Art & Entertainment | Book Reviews | Education | Entertainment Video | Health | Lifestyle | Sport | Sport Video | Search

 

So if you’re The Silver Surfer, Who Am I?

19 January, 2005

So if you’re The Silver Surfer, Who Am I?

From space-invaders to paddling pools, Wolverine, BMX bikes and the local dairy, The Who Am I? Episodes by emerging artist Kelcy Taratoa explores popular culture and personal identity – what it means to grow up Mâori in an urban environment.

In this exhibition of final year work Taratoa, a Master of Maori Visual Arts student, dares to ask the question Who Am I? The resulting series of vivid urban landscape paintings and audio soundscapes are loaded with much-loved icons of kiwi culture and quirky familiar cues for the viewer. There’s everything from a beach ball to a New World supermarket, Spiderman scaling a Tui sign on a corner pub, the typical kiwi holiday caravan, a wooden buzzy-bee toy and a lolly-pop stop sign at a zebra crossing outside any primary school in New Zealand.

The Who Am I? Episodes is both an intriguing look at all the everyday things that surround and influence our daily lives, and a revealing visual representation of Taratoa’s personal journey. It reflects the experience of many Mâori youth growing up without traditional cultural influences, yet submerged in the abundant pop culture of a typical urban lifestyle.

Taratoa says his work aims to “ask the hard questions - Is skin colour enough for an individual to feel a part of and be accepted by a particular group? Or is it the clothes you wear, the music you listen to, or even the sport that you play that determines acceptance and identification? Or, is identity more about the people you associate with?”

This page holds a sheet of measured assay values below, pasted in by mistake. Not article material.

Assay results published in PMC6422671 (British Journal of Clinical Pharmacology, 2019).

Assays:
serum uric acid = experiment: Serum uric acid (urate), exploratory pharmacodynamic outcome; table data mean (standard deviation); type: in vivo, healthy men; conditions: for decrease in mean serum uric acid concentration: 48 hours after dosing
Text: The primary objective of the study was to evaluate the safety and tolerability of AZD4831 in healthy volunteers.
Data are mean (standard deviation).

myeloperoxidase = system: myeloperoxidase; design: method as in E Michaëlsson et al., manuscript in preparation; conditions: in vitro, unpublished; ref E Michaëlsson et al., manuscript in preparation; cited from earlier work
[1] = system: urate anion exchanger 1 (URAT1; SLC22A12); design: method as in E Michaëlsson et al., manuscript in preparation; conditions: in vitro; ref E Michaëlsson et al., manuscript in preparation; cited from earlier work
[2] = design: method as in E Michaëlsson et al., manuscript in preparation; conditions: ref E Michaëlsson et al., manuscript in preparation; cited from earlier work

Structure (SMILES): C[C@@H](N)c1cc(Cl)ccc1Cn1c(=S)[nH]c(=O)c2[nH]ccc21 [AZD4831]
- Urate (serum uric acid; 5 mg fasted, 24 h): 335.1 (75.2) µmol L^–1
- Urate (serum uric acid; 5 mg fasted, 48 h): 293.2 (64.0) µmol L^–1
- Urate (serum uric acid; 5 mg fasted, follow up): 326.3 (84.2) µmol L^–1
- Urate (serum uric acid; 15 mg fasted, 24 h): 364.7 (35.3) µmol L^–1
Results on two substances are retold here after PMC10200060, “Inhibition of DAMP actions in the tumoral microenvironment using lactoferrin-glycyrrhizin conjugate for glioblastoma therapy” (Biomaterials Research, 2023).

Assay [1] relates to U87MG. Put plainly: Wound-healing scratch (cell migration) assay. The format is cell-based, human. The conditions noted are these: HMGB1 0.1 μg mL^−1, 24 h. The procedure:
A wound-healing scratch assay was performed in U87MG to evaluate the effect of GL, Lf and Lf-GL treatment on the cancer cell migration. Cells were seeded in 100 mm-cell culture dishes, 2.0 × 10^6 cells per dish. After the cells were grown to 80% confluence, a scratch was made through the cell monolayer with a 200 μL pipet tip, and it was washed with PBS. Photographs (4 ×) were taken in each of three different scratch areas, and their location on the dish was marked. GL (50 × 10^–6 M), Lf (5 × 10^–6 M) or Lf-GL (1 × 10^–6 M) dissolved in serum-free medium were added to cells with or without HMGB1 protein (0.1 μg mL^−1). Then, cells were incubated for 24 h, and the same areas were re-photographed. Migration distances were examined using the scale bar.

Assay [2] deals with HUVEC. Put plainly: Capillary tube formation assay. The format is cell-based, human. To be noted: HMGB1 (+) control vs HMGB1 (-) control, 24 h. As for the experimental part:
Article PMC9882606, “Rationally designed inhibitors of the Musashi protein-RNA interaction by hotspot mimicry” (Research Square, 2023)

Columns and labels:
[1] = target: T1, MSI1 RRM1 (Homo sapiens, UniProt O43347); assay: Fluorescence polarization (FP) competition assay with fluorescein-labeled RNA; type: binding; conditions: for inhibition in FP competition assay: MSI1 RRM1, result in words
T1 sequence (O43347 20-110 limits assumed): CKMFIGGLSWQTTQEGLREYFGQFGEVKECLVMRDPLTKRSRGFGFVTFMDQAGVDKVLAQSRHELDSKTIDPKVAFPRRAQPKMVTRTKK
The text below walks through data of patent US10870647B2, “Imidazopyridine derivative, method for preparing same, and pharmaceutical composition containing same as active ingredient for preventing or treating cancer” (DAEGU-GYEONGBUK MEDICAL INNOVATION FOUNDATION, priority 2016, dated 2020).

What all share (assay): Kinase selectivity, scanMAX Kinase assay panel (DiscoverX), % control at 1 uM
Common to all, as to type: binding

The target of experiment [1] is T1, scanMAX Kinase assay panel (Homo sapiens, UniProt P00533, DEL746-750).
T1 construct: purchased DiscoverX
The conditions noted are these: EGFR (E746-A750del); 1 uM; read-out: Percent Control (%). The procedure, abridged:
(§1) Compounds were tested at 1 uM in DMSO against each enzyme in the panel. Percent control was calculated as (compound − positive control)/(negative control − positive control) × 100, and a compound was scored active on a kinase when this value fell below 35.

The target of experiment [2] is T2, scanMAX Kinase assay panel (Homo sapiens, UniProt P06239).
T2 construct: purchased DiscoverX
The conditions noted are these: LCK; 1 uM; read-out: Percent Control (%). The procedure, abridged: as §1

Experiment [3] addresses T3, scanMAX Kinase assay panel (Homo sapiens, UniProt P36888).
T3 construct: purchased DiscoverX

“These paintings depict an internal ‘drive-by’. Kelcy has taken graphic snapshots of his own childhood, past experiences, places and memories that will resonate with many urban-born Maori and New Zealanders in general. The audio soundscapes of spoken word and an eclectic mix of hiphop, drum and bass, dub and reggae accompany each painting and will add another dimension to the viewers experience of The Who Am I? Episodes” says Dowse Programmes Developer Mâori, Debbie Martin.

Kelcy Taratoa (Ngäiterangi, Ngäti Raukawa), will graduate with a Master of Maori Visual Arts from Te Putahi A Toi, School of Maori Studies at Massey University in Palmerston North, in early 2005. Taratoa has worked with Audio Scientist, James Lissette on this project, to mix the five different versions of the soundscape to be listened to with each corresponding painting. All artworks in this exhibition, and a copy of The Who Am I? Episodes CD Rom are for sale.
The Who Am I? Episodes will be on display at The Dowse, Lower Hutt from Saturday 29 January – 8 May, 2005.

ENDS


© Scoop Media

 
 
 
Culture Headlines | Health Headlines | Education Headlines

 
Legendary Bassist David Friesen Plays Wellington’s Newest Jazz Venue

Friesen is touring New Zealand to promote his latest album Another Time, Another Place, recorded live at Auckland's Creative Jazz Club in 2015. More>>

Howard Davis Review: The Father - Descending Into The Depths of Dementia

Florian Zeller's dazzling drama The Father explores the effects of a deeply unsettling illness that affects 62,000 Kiwis, a number expected to grow to 102,000 by 2030. More>>


Howard Davis Review: Blade Runner Redivivus

When Ridley Scott's innovative, neo-noir, sci-fi flick Blade Runner was originally released in 1982, at a cost of over $45 million, it was a commercial bomb. More>>

14-21 October: New Zealand Improv Festival In Wellington

Imagined curses, Shibuya’s traffic, the apocalypse, and motherhood have little in common, but all these and more serve as inspiration for the eclectic improvised offerings coming to BATS Theatre this October for the annual New Zealand Improv Festival. More>>

ALSO:

Bird Of The Year Off To A Flying Start

The competition asks New Zealanders to vote for their favourite bird in the hopes of raising awareness of the threats they face. More>>

Scoop Review Of Books:
K Emma Ng's Old Asian, New Asian

This book, written by a young second-generation Chinese New Zealander, gives many examples of the racism that Asian New Zealanders experience. More>>

 
 
 
 
 

LATEST HEADLINES

  • CULTURE
  • HEALTH
  • EDUCATION